I don't know the specifics of how the sex drive is wired in to the brain and body, but I think we can all agree that it is there for most people. Occasionally, some people are naturally uninterested in sex, and I suppose someone out there is studying the physiological differences that may be going on for someone to have no instinctual sex drive. However, the sex drive is a very powerful force for most people. It causes many people to get into relationships, and even if you don't care about having children, the primary function of the sex drive is to do just that. That's how it is with the animal body, although clearly we can have different ego goals than the body. That latter part is the gift of human evolution. We and our ego selves aren't entirely dictated to by our bodies, and that gives us room to evolve further. I think it is important that we explore that room.

I am curious how much protecting the young and self-sacrificing for children is wired in to men and women. It's something else that I'm sure I'll be learning about at some point; as you can see, this post really is an on-going exploration for me. I'm sure some of these topics are very much on-going scientific inquiries. What does seem clear is that many parents can become irrationally upset when they perceive a threat to their children. It trips a fight or flight response for many parents. But is that a hardwired response? Is that social conditioning? Is that a projection of their individual fears of pain and death onto their children and therefore a kind of self-preservation? I don't know. But the instinct to preserve a child is powerful. It's like how we all know not to get between a mama bear and her cubs.

I also wonder about this willingness to self-sacrifice for children and where that is wired in too. I'm sure you have heard stories--or may have done this yourself--where a parent goes without food to ensure that her children are fed if a parent doesn't have much food. I also wonder if this deep ability for self-sacrifice is what we tap into whenever we serve our communities as a whole. If this self-sacrifice behavior is an instinctual program, this is definitely one that we can continue to rewire in more conscious ways.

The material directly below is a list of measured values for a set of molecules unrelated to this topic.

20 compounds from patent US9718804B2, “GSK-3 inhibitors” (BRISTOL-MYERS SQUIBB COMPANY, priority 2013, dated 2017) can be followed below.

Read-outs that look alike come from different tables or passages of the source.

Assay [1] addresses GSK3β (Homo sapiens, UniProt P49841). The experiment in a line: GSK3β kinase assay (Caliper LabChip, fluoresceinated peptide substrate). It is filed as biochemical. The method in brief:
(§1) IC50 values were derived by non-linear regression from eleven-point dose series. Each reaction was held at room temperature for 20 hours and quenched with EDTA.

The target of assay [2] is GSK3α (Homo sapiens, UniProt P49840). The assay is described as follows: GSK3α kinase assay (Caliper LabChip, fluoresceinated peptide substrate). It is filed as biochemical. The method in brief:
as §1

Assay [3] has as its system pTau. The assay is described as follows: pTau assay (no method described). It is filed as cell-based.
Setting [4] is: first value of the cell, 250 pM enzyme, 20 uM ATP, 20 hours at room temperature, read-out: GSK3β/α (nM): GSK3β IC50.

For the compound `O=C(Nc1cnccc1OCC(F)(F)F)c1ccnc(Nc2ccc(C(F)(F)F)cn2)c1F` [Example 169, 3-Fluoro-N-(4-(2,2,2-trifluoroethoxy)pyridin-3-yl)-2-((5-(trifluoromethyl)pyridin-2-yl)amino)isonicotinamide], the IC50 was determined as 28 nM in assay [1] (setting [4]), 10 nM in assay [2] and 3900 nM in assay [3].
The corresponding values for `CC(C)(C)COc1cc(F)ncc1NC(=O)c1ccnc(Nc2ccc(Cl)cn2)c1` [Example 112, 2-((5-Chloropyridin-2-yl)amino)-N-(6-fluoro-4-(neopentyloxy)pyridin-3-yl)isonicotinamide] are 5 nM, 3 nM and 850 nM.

Return and Rest as Presence

Despite the power of these core human functions, we do have a secret weapon. We have presence. We can observe these responses even as we feel all the irrational feelings and uncomfortable body sensations. Furthermore, we can learn to neutralize these instinctual responses by not acting upon them. This kind of non-action is key to breaking down the old instinctual mechanism. Any time we act them out, then we just reinforce them again.

To be sure, dealing with intense physical responses is not comfortable. That seems to be the mechanism for motivation that the instinctual animal body developed over the course of evolution. Before our genetic ancestors could reason out situations, the body had to find ways to keep itself alive. Making our ancestors uncomfortable was a way to do it. But now, it's time to move beyond these fight or flight responses and other unconscious mechanisms, and your ability to just be is one of your greatest spiritual tools in assisting that evolution.

So yeah, not a lot of revelations in this post. Just a lot of questions. I hope they have encouraged you inwards though, and I look forward to any comments you may have. Here are a couple more blog posts on this topic to help you in your discovering and deconstructing of these two pillars of the ego:

The Animal Body Within: Retraining the Primal Instinctual Body

The Number One Ego Issue